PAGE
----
The anterior chamber of the eye, bordered by the iris and lens posteriorly and cornea anteriorly, normally contains clear aqueous humor. Hyphema (fig. A), or blood grossly visible in the anterior chamber, may cause permanent vision loss and most commonly occurs after ocular trauma. Spontaneous (nontraumatic) hyphema may arise from underlying bleeding disorders, anticoagulation/antiplatelet medications, vascular malformations, ocular abnormalities, closed-angle glaucoma, sickle cell anemia, acute leukemia, rheumatologic disorders, or lymphoma.1–3 Rarely, spontaneous hyphema may present after nonophthalmic surgery (fig. A), perhaps as a result of intraoperative heparinization, coagulopathy, severe hypertension, or during emergence from anesthesia.1 Patients with spontaneous hyphema commonly present with vision loss; however, careful physical examination (fig. B) may be the only indication of its presence in mechanically ventilated and sedated patients after interventions such as cardiac surgery.
After spontaneous hyphema diagnosis postoperatively, prompt ophthalmologic consultation and examination should be sought to rule out open globe injury and other ocular conditions such as microbial keratitis, iris neovascularization, iritis, uveitis, and retinoblastoma.2,3 Management includes head elevation facilitating hyphema clearance (typically occurring in about 1 week), coagulopathy correction, medical treatment of intraocular hypertension if present, eye shield use, analgesia, and antiemetic therapy as required to mitigate intraocular pressure increases. Intraocular pressure should be serially monitored by tonometry only after open globe injury has been excluded. Need for surgical hyphema evacuation is based on the presence of intraocular hypertension, secondary hemorrhage, or large nonresolving hyphemas. Poor visual prognosis is associated with large hyphemas, rebleeding, intraocular hypertension, or underlying conditions such as sickle cell anemia.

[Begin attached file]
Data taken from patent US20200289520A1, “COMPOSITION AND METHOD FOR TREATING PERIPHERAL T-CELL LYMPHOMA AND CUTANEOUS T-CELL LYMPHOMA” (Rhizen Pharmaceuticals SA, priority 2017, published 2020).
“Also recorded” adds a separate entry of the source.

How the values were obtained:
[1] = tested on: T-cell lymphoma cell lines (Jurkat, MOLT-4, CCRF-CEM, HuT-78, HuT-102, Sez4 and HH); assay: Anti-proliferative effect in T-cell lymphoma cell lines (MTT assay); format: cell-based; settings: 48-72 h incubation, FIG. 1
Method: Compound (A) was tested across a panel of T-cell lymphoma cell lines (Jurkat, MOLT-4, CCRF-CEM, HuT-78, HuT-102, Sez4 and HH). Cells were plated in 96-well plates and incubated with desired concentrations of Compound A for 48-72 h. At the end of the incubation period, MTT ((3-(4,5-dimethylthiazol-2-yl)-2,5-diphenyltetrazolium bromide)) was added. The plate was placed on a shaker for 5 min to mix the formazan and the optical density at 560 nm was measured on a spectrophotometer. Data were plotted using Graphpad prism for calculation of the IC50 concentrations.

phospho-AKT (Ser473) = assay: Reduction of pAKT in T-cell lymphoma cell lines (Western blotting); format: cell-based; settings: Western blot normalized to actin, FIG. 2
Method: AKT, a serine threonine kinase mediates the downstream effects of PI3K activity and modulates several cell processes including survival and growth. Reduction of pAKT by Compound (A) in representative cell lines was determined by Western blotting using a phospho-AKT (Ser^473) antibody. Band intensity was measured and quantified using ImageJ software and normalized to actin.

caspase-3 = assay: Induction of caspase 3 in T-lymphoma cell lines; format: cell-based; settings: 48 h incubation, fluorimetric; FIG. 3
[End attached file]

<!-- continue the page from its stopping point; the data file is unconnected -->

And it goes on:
The authors declare no competing interests.